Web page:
Review your professional certifications and credentials. If you have not yet earned the ACE Health Coach certification, consider adding it to your education goals for the year, as this credential is ideal for working with a wide range of clientele, from those seeking weight loss to individuals newly diagnosed with a chronic condition such as diabetes. Additionally, look for learning or credentialing opportunities in the chronic disease space to further your skills and elevate your professional brand.

In addition to organizations related to the specific conditions in which you want to specialize, look for resources, organizations and individuals that focus on lifestyle medicine. Some examples include the National Coalition for Promoting Physical Activity, National Association of Physical Literacy, STOP Obesity Alliance and the American College of Lifestyle Medicine. Professional sites such as LinkedIn can also be a great source of information, as they often provide education such webinars or other streaming events. Don’t overlook the abundance of free resources available online in the form of podcasts, TED talks and YouTube videos. These can be great places to gather the facts and statistics that catch your eye and can help you develop your brand.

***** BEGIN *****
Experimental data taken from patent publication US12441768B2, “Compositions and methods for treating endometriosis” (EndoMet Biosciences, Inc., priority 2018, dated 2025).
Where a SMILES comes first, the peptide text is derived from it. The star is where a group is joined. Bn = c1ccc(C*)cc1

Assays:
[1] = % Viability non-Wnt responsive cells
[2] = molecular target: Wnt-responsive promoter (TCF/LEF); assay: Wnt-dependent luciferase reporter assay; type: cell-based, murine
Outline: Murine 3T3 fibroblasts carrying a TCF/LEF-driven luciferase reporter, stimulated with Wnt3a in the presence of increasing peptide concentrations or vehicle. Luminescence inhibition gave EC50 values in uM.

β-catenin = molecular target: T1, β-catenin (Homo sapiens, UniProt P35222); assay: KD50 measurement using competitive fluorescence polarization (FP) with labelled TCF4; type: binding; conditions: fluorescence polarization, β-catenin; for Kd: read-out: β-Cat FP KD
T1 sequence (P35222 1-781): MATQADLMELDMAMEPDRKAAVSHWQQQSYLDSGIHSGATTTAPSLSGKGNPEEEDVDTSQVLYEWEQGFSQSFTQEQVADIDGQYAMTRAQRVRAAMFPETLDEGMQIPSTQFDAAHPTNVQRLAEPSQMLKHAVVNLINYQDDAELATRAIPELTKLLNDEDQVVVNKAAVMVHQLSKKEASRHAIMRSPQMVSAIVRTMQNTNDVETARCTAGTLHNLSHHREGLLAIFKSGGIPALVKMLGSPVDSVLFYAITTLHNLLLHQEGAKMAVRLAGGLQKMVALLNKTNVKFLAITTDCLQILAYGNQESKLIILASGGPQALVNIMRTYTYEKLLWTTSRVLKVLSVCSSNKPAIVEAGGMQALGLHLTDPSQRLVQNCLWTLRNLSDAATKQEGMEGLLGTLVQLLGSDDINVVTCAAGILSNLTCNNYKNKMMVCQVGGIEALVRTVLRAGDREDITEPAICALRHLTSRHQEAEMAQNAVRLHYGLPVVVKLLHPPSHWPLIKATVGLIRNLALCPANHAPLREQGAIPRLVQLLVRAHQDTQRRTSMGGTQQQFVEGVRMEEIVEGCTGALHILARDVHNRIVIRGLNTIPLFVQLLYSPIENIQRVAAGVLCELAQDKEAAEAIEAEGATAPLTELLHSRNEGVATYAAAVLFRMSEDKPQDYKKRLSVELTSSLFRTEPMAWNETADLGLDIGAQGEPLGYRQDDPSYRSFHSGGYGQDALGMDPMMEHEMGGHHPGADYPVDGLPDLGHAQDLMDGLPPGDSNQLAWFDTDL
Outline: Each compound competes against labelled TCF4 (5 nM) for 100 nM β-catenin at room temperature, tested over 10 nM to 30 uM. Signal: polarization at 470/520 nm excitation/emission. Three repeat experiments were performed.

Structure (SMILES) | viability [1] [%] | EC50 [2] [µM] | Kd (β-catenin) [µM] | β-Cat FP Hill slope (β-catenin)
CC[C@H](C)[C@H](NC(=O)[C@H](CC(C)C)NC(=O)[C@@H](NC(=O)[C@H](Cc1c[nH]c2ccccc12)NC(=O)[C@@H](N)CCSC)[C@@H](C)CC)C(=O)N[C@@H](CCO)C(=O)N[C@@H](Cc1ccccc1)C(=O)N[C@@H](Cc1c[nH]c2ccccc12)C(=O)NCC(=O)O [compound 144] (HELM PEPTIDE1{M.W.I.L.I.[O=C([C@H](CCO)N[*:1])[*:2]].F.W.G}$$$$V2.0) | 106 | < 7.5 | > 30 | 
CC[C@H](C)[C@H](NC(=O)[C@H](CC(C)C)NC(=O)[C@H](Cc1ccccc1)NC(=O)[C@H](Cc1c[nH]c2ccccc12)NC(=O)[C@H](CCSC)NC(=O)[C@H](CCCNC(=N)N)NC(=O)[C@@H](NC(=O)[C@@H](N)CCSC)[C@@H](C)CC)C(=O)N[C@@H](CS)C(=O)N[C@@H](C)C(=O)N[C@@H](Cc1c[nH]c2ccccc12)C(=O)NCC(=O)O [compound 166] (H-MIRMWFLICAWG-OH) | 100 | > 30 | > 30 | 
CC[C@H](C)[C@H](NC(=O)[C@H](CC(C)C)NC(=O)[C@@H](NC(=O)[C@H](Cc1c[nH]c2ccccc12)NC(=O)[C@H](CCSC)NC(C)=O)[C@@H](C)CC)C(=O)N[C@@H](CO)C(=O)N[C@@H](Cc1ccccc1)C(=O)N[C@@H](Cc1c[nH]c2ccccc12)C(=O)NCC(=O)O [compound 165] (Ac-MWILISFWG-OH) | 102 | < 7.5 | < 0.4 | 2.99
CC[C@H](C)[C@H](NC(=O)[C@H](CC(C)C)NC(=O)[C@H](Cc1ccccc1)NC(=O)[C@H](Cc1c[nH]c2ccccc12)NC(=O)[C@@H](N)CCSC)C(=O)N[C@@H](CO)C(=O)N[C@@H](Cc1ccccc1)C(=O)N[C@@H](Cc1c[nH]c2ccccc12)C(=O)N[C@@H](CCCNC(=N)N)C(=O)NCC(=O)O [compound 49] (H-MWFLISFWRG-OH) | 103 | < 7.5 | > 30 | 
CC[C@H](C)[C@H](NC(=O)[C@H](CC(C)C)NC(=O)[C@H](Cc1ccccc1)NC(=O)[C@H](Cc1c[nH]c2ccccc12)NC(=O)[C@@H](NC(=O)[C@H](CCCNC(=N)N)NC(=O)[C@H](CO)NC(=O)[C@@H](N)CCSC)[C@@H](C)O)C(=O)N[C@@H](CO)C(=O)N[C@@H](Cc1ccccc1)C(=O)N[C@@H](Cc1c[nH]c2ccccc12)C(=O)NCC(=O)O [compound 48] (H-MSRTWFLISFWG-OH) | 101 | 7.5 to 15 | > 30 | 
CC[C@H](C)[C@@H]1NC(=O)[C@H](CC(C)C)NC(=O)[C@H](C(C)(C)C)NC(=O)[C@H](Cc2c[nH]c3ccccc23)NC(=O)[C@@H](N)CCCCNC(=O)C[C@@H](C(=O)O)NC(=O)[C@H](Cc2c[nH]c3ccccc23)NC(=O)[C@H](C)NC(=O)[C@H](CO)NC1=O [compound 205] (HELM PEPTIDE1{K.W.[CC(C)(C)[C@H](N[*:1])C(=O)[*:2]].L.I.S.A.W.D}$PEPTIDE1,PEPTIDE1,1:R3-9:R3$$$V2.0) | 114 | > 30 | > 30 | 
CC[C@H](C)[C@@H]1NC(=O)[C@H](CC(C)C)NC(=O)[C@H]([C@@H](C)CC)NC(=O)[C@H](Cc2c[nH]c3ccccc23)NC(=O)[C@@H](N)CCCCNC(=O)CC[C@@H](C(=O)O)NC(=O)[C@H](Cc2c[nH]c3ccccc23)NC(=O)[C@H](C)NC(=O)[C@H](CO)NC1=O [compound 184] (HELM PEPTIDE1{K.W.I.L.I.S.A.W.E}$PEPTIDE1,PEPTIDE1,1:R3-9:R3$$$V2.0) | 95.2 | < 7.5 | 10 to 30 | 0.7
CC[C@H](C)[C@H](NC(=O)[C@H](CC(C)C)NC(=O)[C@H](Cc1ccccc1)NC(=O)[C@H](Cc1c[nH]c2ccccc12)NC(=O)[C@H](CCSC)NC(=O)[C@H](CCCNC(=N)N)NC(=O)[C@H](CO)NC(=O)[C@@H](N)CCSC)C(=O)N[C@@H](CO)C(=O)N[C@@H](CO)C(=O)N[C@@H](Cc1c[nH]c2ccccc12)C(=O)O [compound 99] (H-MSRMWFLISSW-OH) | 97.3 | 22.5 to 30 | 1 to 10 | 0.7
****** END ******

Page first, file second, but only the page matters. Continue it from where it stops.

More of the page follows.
Education is an ongoing, lifelong process, so finding great places to start will be helpful for your time. In addition, these can be great places to network (see next step!)


Once you have defined your brand and identified opportunities to expand your education, it’s time to start sharing what you’ve learned and have to offer. Networking can take place both in person and online. Rather than pursue high-level organizations or individuals, such as hospital administrators, look for professionals who are in complementary roles or would be interested in referring your services. And consider volunteering for disease-related organizations or elsewhere in your community by offering a free event or educational series, which can be a great way to gain exposure and beneficial experience.

If you or someone you know has had an experience with a specific health condition, start by connecting with the clinical care team with which you already have some experience. Ask for a small amount of their time, keeping in mind that 15 minutes is generally a much easier “yes” than an hour. As you begin to network, focus on sharing key evidence-based statistics or facts first. If you are networking through social media or email, keep these contacts brief and direct. It’s not necessary to share everything at once but be sure to emphasize the high points. Be prepared with content to share.


Because your services are unlikely to be covered by insurance, at least for the foreseeable future, emphasize the cost-savings benefits to the patient, medical provider and healthcare system. For example, becoming more physically active today may help individuals avoid thousands of dollars in healthcare costs later. According to a recent study of exercise and Medicare claims, people who start to exercise before or during middle age typically save between $824 and $1,874 annually on healthcare costs after retirement, and the earlier they start their workouts, the greater those savings can be.